File photo: A Chinese flag flutters at the Tiananmen Square in Beijing, China October 25, 2019. Photograph:( Reuters )
Foreign Correspondents' Club of China said at least 82 per cent journalists had experienced interference, harassment or violence while reporting
The Foreign Correspondents' Club of China (FCCC) in a report said that government was planning to send back more foreign journalists after row over three Wall Street Journal reporters in Beijing were sent back over a headline calling China the "real sick man of Asia".
"Since 2013, when Xi Jinping's ascension to power was completed, China has forced out nine foreign journalists, either through outright expulsion or by non-renewal of visas. The FCCC fears that China is preparing to expel more journalists," the group said.
The press body said that journalists were being threatened with the government intimidating the press fraternity by using it as a weapon "like never before".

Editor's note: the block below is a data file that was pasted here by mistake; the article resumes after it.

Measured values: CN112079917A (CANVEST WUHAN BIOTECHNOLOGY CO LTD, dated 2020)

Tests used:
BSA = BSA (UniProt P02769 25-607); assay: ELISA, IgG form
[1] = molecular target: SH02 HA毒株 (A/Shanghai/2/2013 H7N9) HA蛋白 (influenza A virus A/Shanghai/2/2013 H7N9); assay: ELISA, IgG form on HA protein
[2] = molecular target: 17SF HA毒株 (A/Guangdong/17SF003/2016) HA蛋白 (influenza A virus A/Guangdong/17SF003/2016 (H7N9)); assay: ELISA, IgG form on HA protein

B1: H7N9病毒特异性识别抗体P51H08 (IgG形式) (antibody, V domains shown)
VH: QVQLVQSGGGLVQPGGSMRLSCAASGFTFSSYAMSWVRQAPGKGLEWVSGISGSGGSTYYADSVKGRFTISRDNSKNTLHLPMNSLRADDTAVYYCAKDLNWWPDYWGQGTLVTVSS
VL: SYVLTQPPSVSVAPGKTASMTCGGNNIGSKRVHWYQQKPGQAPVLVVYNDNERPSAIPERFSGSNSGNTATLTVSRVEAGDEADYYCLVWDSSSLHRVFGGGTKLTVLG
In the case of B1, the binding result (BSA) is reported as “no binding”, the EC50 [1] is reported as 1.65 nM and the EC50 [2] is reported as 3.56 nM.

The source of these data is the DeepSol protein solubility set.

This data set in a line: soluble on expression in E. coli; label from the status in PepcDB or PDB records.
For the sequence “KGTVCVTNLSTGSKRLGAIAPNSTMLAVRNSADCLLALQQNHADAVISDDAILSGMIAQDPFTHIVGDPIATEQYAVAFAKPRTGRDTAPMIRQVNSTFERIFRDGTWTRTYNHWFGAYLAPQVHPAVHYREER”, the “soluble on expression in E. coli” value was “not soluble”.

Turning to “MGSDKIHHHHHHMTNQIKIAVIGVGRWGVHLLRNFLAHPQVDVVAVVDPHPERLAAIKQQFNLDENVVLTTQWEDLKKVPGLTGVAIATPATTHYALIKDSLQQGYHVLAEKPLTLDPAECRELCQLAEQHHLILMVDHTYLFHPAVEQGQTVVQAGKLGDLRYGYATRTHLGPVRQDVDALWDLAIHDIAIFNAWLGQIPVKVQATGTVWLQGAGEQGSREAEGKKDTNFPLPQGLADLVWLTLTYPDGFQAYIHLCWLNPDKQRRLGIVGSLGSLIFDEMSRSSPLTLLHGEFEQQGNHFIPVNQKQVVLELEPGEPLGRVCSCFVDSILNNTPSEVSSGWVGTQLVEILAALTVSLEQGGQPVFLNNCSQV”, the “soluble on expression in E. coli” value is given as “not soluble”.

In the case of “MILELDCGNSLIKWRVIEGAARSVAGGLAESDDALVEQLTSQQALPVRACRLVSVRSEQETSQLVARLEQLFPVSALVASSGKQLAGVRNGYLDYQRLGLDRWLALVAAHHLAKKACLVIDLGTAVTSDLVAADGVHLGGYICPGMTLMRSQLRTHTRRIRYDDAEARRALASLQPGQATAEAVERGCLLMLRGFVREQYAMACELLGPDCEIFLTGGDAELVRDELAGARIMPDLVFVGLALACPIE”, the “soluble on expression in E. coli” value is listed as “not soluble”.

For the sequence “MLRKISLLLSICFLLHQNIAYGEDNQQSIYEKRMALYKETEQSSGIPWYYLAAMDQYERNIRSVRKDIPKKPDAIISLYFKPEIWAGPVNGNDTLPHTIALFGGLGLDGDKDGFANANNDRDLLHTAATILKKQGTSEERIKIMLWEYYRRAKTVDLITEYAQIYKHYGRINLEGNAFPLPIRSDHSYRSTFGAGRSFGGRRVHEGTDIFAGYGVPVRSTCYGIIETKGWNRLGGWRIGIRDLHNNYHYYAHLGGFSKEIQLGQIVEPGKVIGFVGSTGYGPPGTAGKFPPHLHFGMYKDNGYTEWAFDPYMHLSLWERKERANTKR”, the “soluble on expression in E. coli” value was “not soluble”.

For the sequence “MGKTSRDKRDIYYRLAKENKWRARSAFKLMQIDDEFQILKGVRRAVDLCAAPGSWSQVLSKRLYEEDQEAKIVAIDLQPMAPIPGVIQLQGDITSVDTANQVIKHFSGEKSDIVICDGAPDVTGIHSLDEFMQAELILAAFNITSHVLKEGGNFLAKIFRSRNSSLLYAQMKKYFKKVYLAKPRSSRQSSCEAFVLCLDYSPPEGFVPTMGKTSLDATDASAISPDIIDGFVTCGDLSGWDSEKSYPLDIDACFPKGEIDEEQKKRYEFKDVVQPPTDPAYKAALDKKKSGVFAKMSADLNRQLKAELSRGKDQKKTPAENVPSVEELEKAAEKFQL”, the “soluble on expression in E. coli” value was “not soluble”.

"Chinese authorities are using visas as weapons against the foreign press like never before, expanding their deployment of a long-time intimidation tactic as working conditions for foreign journalists in China markedly deteriorated in 2019," it said.
However, China's foreign ministry said: "What happened to the Wall Street Journal journalists was just an independent case."
"There are over 600 foreign journalists stationed in China and they don't need to worry about their reporting in China as long as they observe Chinese laws and regulations," China's foreign ministry spokesman said.
The FCCC said at least 82 per cent journalists had experienced interference, harassment or violence while reporting.
"As China reaches new heights of economic influence, it has shown a growing willingness to use its considerable state power to suppress factual reporting that does not fit with the global image it seeks to present," the report said.
"As scrutiny is intensifying toward China, it is more important than ever for foreign media to have freedom to report and cover the country," the report added.
The press body said the ability of foreign journalists based in China is crucial for the news coverage about the country while waring that "hostility toward foreign press is now so pervasive that the most basic elements of journalism are often frustrated in China".